Nigeria’s future looks brighter with IITA innovations, says Nigeria’s agriculture think tank

 

Research and innovations being developed at the International Institute of Tropical Agriculture (IITA) hold promise, and could transform Nigeria’s agricultural narrative, says Nigeria’s agricultural think-tank, the Nigeria Agribusiness Group (NABG).

The think tank, which comprises eminent persons drawn from Nigeria’s private sector players in the agricultural value chain and led by its Vice president, Emmanuel Ijewere, paid a visit to IITA to explore areas of possible collaboration with IITA.

The team was puzzled and excited over the many innovations that have been developed by researchers in IITA ranging from improved seeds that could more than double farmers’ productivity, to technologies that control weeds and double the yield of cassava, to simple processing machines that add value to crops such as cowpea, cassava, and yam. Other technologies such as inoculum production which raises the productivity of legumes such as soybean by about 20 percent, and aflasafe—a biological control product for managing aflatoxins—were also explored. The semi-autotrophic hydroponics which is being used to produce thousands of clean seeds of clonal crops such as cassava and yam, and the yam aeroponics—a system of growing clean seed yam in the air—were also well received by the group.

After a series of presentations by IITA researchers and a tour of the 1000-hectare research facility, Mr Ijewere remarked, “The visit to IITA is an eye opener.”

“Yes, we knew that IITA was doing some things, but little did we realize the extent and depth of what they have done… how far they have gone, and how relevant they have become to Nigeria’s agriculture future,” he added.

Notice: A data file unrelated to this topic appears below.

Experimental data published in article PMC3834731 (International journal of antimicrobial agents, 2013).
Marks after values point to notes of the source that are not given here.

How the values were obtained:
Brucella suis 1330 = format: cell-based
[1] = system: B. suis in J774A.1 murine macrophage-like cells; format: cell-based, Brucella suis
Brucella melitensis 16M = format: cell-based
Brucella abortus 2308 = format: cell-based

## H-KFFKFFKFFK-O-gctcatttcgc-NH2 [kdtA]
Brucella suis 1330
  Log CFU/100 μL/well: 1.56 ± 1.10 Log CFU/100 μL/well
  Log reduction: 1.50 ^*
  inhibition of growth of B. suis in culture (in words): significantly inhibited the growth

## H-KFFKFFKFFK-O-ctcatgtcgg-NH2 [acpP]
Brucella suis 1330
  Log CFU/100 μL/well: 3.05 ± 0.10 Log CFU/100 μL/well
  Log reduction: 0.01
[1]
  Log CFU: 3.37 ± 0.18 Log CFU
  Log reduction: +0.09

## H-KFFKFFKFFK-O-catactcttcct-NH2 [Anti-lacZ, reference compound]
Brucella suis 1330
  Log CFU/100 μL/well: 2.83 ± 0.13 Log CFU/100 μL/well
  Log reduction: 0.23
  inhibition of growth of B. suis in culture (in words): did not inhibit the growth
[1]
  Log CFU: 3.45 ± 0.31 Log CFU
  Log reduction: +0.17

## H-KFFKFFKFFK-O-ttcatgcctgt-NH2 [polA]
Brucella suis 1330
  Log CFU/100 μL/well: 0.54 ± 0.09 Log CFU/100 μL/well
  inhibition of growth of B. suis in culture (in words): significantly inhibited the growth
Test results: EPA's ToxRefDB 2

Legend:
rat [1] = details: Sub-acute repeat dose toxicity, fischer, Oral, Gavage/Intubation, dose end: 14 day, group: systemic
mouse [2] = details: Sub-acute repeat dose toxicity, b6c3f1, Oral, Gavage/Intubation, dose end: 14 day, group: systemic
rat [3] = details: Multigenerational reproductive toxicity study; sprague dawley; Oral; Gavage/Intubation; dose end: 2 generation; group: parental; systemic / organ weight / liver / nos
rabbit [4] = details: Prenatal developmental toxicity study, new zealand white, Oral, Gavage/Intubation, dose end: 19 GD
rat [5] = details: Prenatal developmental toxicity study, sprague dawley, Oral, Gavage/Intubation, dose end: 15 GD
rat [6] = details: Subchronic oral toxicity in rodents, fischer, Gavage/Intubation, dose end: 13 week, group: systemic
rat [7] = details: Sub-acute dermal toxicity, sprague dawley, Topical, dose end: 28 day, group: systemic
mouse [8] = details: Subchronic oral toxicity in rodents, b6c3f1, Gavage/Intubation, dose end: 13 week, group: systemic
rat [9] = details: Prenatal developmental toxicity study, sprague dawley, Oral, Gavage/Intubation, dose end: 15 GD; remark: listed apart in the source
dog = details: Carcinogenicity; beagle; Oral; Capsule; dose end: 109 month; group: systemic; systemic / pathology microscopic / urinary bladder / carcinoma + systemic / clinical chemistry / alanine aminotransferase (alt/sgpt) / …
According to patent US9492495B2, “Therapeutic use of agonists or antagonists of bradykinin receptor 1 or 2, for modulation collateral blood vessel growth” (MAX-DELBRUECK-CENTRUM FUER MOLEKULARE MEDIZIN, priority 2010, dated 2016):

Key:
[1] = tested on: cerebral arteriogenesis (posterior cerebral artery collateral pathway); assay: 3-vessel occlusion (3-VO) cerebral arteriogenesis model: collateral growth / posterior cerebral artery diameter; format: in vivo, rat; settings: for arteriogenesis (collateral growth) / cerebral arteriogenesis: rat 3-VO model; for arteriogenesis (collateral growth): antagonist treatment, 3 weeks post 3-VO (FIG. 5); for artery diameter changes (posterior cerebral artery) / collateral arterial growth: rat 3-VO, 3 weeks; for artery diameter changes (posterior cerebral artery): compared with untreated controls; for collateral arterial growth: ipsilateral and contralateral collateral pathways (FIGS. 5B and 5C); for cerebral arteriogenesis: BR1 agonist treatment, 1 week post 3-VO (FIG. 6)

Located in Ibadan—about 150 kilometres from the commercial city of Lagos, Nigeria, IITA was established 50 years ago with the aim of providing solutions to constraints that plague Africa’s agriculture and development.

In the last 7 years, IITA under the leadership of Dr Nteranya Sanginga (Director General), has refreshed its strategy with emphasis not just on research but also partnership building, delivery, commercialization of technologies and dissemination of innovations, and youth in agribusiness.

Mr Ijewere said the NABG would work with IITA to see how the research outputs of the Institute in the last 50 years could be ‘translated to money in the bank for resource-poor farmers.’

The President of NABG, Mr Sani Dangote, who is also the Vice President of the Dangote Group said, “What we saw here (in IITA) is amazing.”

Mr Dangote, who was represented by Mr. Baba Girma said, “I never thought we have this in Nigeria. Before, we thought IITA was only about research but what we saw today shows opportunities that can bring synergy between what they (IITA) are doing and the private sector.”

Earlier, the Deputy Director General, Partnerships for Delivery, Dr Kenton Dashiell, reiterated IITA’s commitment to work with the private sector with the goal of improving the livelihoods of millions of farmers in Africa.

The convener of the meeting, Dr Alfred Dixon, Director for Development and Delivery at IITA, said IITA was glad for the exploratory visit by NABG, and was willing to join forces with the group towards eliminating poverty and hunger in Nigeria.

Dixon said the decision to collaborate with NABG and other partners was aimed at paving the way for the rapid delivery of IITA-developed technologies.

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